Metropolitan, however, is not an unsuccessful bidder, for it did not submit a bid. Nevertheless, we believe that Metropolitan has standing to raise its competitive bid procedure claim. Metropolitan received a bid package, and the City expected Metropolitan to submit a bid. Metropolitan decided not to submit a bid, however, because the bid package did not provide for mobile ticket counters. Metropolitan believed that the concession agreement was not economically viable without mobile ticket counters. The bid package prohibited conditional bids and alterations, and the City did not inform Metropolitan that it would be willing to accept bids providing for mobile ticket counters or to negotiate with the successful bidder regarding mobile ticket counters. Accordingly, we conclude that Metropolitan has standing to challenge the bid procedure because the City's actions that Metropolitan challenges also explain Metropolitan's failure to submit a bid. See Unysis Corp. v. Department of Labor, 220 Conn. 689, 600 A.2d 1019, 1022-23 (1991) (holding that a qualified potential bidder who would have submitted a bid absent an unfair bid procedure has standing to challenge the procedure); Pucillo & Sons, Inc. v. Township of Belleville, 249 N.J.Super. 536, 592 A.2d 1216, 1222-23 (App.Div.) (same), cert. denied, 127 N.J. 551, 606 A.2d 364 (1991).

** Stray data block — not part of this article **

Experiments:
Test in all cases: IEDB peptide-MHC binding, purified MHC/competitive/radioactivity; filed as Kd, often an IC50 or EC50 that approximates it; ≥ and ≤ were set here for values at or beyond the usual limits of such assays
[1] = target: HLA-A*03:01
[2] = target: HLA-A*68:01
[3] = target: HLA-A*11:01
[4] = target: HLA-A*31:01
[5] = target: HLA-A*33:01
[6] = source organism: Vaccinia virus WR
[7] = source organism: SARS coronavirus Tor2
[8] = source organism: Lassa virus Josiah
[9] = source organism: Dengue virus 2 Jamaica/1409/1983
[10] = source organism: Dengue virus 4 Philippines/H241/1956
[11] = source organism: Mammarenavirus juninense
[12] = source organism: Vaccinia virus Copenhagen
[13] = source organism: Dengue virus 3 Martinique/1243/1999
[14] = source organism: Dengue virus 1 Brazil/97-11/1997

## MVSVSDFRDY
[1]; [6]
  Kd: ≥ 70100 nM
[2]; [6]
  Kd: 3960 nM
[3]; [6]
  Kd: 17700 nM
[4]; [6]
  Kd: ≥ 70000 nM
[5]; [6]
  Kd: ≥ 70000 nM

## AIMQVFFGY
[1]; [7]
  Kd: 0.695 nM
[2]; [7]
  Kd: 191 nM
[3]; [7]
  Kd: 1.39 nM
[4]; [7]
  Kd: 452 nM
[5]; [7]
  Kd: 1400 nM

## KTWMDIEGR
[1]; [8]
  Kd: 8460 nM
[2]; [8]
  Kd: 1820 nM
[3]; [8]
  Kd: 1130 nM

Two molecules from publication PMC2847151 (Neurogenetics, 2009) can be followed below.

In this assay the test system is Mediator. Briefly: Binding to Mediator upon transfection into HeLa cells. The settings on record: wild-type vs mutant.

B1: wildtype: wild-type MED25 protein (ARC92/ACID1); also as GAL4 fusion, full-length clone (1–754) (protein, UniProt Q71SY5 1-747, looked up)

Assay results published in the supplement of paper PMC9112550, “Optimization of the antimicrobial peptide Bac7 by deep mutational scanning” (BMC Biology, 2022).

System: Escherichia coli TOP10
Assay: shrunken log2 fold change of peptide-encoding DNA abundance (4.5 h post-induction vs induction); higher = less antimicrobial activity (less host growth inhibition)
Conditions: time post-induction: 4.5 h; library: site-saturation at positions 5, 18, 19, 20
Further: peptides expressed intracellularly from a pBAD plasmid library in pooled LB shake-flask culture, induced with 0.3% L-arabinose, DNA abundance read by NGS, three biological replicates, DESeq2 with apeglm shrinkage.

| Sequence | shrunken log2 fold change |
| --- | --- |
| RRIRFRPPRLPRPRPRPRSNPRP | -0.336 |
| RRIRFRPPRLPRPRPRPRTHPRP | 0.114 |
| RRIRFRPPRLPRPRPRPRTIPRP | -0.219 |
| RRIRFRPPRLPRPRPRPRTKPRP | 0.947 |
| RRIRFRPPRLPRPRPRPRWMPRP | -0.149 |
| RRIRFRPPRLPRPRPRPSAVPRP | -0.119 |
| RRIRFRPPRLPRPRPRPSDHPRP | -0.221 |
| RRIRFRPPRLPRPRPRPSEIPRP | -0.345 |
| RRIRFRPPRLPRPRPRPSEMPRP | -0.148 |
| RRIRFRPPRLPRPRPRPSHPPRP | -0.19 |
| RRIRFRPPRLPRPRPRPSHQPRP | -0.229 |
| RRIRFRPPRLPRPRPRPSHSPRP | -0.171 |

Having decided that Metropolitan has standing to challenge the award of the concession agreement as a potential bidder, we need not consider Metropolitan's claim that it also has standing to challenge the agreement as a Kansas City, Missouri, taxpayer.


The judgment dismissing Metropolitan's claims for lack of standing is reversed, and the case is remanded to the district court for further proceedings.


Many of the City's arguments challenge the merits of Metropolitan's claims. We do not address those arguments because the only issue before us is Metropolitan's standing to raise its claims. "[I]n the context of standing, it is the nonfrivolous claims of a party that are determinative, not whether the party can sustain those claims by proof on the merits." City of St. Louis v. Department of Transp., 936 F.2d 1528, 1532 (8th Cir.1991)